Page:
3 Key Differences Between Using Sodium And Potassium Chloride For Water Softening


One of the most common questions people ask about their water softener is whether or not potassium chloride can be used in a system that's been using sodium chloride, and vice versa. The fact of the matter is that the answer is almost always yes, but there are subtle differences between the two chemicals with respect to water softening. Here are some key differences between the two. 


For many customers, the decision on whether to buy potassium chloride or sodium chloride comes down to cost. Potassium chloride will almost always cost more than sodium chloride, in fact, the average price of a bag of sodium chloride was $6 while the price of a bag of potassium chloride was around $27. This cost gap widens even further when you consider that a water softener system will require more potassium to run properly than if it were using sodium. When switching from sodium to potassium for your water softener, it's often recommended to bump up the salt dosage by 10%. The advantage here, then, clearly goes to sodium chloride. 


One group of people that could benefit from using potassium chloride in their water softeners are those looking to cut down on sodium intake, since potassium chloride is 99.9% sodium free in most cases. This can be a big help when it seems like you've exhausted all options when it comes to cutting sodium out of your diet, especially since there are around 28 mg of sodium in an 8 ounce glass of water that's been softened using sodium chloride.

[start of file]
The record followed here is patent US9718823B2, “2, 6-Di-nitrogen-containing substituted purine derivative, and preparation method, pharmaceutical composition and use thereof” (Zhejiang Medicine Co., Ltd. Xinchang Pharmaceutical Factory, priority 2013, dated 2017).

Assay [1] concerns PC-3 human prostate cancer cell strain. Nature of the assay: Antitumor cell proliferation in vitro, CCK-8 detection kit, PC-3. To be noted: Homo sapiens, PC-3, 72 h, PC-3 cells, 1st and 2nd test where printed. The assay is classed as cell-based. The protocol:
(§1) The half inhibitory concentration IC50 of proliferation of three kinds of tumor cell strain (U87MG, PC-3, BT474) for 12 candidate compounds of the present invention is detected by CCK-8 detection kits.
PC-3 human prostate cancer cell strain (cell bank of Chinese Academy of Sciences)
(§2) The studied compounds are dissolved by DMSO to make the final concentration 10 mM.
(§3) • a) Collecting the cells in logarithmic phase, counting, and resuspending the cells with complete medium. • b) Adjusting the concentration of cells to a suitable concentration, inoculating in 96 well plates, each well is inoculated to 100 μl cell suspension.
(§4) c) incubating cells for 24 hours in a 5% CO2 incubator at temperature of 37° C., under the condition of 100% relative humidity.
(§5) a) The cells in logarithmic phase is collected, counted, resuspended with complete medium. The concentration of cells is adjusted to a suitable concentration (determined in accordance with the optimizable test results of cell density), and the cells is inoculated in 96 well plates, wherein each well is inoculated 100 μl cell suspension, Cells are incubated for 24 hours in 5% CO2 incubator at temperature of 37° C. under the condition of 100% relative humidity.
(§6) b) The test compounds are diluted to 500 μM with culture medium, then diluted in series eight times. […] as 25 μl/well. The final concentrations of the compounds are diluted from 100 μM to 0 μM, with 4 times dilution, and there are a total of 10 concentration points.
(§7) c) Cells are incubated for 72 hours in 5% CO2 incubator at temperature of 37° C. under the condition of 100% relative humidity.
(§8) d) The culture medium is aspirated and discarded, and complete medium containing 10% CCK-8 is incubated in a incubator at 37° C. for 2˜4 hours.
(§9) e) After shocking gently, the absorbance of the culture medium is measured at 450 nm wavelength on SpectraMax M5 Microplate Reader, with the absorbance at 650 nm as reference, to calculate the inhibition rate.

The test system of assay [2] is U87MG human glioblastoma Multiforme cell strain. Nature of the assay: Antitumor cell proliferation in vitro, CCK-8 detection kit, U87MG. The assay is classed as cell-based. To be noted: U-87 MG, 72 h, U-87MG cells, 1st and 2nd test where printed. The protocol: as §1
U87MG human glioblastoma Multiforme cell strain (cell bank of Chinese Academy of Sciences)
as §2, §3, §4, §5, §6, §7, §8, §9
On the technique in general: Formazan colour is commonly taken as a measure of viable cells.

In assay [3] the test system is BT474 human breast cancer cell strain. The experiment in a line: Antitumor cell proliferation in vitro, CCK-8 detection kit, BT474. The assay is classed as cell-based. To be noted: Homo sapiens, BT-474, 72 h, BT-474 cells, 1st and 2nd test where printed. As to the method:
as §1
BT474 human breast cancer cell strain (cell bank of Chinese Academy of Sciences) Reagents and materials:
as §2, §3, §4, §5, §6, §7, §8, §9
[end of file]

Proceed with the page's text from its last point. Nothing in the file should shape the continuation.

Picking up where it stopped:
There are also a number of environmental differences between using sodium or potassium chloride in your water softener. Potassium is a necessary nutrient for both humans and plants, so the water that goes through your water softener can seriously benefit plants in addition to helping you cut down on your sodium intake. In fact, potassium is the most prevalent ingredient in potash, which is used around the world as a fertilizer to the tune of 20 million tons per year by some estimates. If your water softener also fuels your sprinkler system, this could be a no-brainer way to make your plants healthier and save a bit of money on fertilizer and plant care. 

When you get right down to it, the main difference between sodium and potassium chloride is cost, but oversimplifying the matter can cause you to overlook benefits of potassium chloride, too. If you want to help out your body or your planet, then potassium is the way to go, but if you want to do your wallet a favor, then go with sodium chloride. 

For more information, contact Johnson Water Conditioning or a similar company.